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Nov 29, 2007 04:09 PM

Hubbard squash: How to attack the beast?

When my daughter came home for Thanksgiving, she brought an amazing, enormous Hubbard squash, like a grayish-green football on steroids. It weighs more than our turkey did! I've prepared plenty of acorn and butternut squashes, but this is my first Hubbard. I hear they're delicious, and look forward to every new culinary adventure, but the challenge of getting through the tough skin is daunting. A knowledgeable friend says that she has known people to take a Hubbard squash out to the street and smash it on the pavement to open it up! Don't think I'd want to eat a vegetable that I'd scraped off asphalt! My DH figures he can chop it on our patio with his hatchet. Any other suggestions?

I'm thinking of roasting it in chunks with the skin on, and scooping out the flesh when it's tender, instead of peeling it raw. Your thoughts? Recommendations for roasting temperature and time? Might also follow the Silky Squash Soup recipe from America's Test Kitchen, and sauté the seeds and strings with minced shallots in butter, then add water, and steam some unpeeled chunks over the flavorful broth, which, when strained and combined with seasoned puree, makes an excellent soup. Oh, my mouth is watering already, and the squash is still parked in my garage!

My two usual squash flavor directions are 1) butter, brown sugar, cinnamon, perhaps some OJ; and 2) garam masala and ginger. Your favorites? Thanks in advance!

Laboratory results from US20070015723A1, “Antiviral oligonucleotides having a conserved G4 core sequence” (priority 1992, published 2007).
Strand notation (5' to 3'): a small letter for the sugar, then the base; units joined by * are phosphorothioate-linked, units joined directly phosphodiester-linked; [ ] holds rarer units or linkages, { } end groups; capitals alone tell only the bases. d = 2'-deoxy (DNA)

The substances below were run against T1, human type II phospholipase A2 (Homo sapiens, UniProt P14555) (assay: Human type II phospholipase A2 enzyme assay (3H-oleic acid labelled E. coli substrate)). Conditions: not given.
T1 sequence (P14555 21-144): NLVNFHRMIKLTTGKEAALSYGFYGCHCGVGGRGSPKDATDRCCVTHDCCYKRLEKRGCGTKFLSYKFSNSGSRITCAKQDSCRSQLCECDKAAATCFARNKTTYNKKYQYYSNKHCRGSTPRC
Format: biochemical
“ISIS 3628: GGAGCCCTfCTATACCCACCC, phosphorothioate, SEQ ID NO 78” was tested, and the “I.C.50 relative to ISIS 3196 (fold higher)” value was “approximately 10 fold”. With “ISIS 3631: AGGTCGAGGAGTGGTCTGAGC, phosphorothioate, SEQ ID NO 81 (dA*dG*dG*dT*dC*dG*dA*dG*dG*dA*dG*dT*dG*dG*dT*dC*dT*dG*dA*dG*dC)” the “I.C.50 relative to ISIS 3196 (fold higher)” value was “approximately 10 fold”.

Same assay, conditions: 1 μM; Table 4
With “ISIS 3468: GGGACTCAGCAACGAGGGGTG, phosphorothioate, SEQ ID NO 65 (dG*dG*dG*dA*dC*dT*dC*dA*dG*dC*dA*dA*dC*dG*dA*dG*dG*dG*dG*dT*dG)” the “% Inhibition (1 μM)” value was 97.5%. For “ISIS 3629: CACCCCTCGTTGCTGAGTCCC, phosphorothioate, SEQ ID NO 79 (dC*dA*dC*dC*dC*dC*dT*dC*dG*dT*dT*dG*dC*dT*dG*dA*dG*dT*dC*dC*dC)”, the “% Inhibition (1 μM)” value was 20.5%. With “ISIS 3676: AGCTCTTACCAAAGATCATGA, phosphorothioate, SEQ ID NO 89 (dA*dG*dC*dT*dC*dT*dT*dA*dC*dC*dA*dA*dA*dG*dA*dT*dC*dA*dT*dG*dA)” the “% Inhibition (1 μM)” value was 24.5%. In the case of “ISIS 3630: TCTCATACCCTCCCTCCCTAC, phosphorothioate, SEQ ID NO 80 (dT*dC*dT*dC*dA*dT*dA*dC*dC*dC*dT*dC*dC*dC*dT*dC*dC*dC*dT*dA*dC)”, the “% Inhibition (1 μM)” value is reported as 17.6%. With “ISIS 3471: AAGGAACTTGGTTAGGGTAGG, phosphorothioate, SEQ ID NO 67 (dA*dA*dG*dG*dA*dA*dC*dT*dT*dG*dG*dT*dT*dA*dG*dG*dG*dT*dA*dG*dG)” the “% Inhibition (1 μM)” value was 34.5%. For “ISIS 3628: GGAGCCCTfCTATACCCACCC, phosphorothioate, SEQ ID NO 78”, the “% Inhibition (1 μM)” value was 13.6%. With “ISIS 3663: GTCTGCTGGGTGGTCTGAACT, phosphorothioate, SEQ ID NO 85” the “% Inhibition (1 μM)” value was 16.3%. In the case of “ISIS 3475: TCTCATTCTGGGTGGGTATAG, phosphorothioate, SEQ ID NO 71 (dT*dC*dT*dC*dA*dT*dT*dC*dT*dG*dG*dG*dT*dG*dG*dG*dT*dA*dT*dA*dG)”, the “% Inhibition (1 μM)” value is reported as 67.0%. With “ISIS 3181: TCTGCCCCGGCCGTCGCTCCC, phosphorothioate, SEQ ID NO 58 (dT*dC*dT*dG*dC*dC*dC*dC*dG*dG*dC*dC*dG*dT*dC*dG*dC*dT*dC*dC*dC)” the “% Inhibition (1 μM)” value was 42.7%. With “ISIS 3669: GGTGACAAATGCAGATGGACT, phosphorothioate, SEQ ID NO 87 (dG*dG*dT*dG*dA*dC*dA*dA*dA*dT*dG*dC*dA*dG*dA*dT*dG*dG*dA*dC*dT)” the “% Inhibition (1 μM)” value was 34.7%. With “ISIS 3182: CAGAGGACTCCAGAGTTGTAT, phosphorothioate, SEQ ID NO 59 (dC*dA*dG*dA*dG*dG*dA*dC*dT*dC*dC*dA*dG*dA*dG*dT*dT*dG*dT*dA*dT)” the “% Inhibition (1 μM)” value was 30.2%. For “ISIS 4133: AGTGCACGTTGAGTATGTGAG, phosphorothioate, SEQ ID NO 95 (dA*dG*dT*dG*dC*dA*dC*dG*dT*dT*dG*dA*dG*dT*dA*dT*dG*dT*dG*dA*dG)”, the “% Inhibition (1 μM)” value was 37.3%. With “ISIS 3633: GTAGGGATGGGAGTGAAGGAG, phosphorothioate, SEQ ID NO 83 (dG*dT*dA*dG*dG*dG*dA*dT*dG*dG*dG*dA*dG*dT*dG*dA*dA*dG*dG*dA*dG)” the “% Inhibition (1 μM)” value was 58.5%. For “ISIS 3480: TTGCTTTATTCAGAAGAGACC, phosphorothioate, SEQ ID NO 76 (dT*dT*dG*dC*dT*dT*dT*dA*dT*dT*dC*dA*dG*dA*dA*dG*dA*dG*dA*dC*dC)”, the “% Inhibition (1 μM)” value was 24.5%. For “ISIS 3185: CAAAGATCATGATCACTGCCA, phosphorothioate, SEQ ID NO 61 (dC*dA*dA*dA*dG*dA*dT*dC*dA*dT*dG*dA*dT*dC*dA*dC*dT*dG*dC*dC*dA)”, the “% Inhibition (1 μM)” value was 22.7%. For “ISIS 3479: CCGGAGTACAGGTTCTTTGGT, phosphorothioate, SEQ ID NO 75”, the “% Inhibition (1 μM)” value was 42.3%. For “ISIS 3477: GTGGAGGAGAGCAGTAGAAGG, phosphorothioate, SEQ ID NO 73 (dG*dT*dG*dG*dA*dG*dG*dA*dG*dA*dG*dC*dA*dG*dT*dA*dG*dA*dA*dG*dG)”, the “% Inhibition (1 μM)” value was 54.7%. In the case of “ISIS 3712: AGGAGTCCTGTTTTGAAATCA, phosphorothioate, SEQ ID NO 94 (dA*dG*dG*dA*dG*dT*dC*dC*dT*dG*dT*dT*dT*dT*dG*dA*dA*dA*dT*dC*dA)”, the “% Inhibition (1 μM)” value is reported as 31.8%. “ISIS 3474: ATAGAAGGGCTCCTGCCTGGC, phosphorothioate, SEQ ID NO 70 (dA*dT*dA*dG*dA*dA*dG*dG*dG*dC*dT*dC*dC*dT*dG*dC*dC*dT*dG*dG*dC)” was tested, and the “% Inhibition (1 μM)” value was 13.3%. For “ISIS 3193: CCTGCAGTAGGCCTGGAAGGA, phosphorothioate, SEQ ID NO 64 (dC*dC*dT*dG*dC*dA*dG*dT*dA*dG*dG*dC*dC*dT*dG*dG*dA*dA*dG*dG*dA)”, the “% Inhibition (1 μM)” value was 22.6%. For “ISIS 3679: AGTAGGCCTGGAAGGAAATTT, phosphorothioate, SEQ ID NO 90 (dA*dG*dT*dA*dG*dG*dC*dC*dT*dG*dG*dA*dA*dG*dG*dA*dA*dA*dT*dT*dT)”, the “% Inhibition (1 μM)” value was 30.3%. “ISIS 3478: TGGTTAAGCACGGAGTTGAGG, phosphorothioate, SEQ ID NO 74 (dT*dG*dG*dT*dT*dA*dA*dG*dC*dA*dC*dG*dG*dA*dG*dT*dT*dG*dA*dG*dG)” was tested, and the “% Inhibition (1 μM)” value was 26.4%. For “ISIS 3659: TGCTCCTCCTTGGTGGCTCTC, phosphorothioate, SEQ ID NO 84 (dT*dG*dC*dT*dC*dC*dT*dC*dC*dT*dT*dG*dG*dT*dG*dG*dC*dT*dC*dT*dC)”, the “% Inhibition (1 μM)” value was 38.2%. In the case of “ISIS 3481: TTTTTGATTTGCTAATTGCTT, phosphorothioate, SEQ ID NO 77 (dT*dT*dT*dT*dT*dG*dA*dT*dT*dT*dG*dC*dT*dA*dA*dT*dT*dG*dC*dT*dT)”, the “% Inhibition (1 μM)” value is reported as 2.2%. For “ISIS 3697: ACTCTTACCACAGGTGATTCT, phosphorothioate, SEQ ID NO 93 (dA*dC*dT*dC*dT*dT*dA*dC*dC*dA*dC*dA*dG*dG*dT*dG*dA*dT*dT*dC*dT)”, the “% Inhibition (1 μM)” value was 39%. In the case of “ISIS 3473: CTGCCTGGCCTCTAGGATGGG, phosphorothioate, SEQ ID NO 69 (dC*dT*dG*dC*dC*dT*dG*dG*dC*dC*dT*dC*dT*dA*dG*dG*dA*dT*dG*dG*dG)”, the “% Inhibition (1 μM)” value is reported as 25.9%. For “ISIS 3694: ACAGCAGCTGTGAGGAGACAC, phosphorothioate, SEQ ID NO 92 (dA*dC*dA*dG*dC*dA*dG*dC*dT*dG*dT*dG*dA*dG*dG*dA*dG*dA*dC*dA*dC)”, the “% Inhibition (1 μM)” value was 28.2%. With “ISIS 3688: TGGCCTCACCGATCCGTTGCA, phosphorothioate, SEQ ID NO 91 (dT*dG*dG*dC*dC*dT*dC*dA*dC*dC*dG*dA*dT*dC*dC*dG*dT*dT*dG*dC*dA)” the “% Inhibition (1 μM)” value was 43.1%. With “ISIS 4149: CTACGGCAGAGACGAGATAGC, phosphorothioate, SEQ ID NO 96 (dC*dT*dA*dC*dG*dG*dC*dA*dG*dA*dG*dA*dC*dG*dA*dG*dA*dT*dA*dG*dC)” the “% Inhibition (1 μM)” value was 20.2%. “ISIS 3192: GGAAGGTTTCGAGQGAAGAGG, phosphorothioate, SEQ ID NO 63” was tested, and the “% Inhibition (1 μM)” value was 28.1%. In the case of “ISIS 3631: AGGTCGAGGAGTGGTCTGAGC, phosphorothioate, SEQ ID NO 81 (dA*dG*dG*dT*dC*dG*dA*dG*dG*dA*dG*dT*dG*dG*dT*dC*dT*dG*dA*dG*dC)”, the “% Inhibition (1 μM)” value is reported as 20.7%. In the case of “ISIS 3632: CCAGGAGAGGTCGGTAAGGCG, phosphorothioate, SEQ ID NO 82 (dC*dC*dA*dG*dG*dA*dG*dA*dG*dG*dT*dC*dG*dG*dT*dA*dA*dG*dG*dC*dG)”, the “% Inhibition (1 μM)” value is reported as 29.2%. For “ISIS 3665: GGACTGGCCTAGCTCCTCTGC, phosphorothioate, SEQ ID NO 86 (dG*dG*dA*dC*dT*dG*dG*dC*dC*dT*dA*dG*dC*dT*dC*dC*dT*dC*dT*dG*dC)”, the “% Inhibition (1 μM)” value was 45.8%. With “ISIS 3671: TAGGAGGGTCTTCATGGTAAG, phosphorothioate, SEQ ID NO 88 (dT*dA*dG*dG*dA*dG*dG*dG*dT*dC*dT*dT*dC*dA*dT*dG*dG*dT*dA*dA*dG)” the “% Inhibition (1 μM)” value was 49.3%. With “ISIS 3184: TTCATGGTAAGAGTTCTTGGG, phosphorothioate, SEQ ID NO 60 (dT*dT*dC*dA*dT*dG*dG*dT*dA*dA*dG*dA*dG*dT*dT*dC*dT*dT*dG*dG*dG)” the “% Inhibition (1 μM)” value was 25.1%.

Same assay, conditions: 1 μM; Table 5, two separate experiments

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  1. If it will fit into the oven whole, wash it off and throw it in ! 350 or so. Let it cook until soft enough to cut into, then cut into pieces if you like and finish cooking. I'd cook it through, mash and freeze for future use.

    1 Reply
    1. re: chowmel

      I have cooked one whole before and agree that that is the path of least resistance. (Tried the dropping-on-the-deck method and nothing happened.) However, there is a danger that steam inside the squash will cause it to explode all over your oven if you don't put some vents into it. This is easily accomplished with a clean Phillips head screwdriver and a hammer.

    2. We grew massive hubbard squash as a child, and I loved the stuff. Anyway, I think my parents did it with a mallet and inexpensive knife or something similar. I think an axe would work. They cut it into chunks and roasted it until soft and tender. When I do winter squash I do 425 (which is closer to 350 in my wimpy oven) for an hour or so, or until soft - it depends on how much I pile in there.

      Then cool, scoop out the flesh, stick it in freezer bags, and you have quick side dishes all year long.

      1. Would an electric carving knife work?

        How about a hammer and chisel to get a crack going?

        I'd stay away from a knife unless you have a very heavy cleaver and can steady the squash somehow without touching it yourself.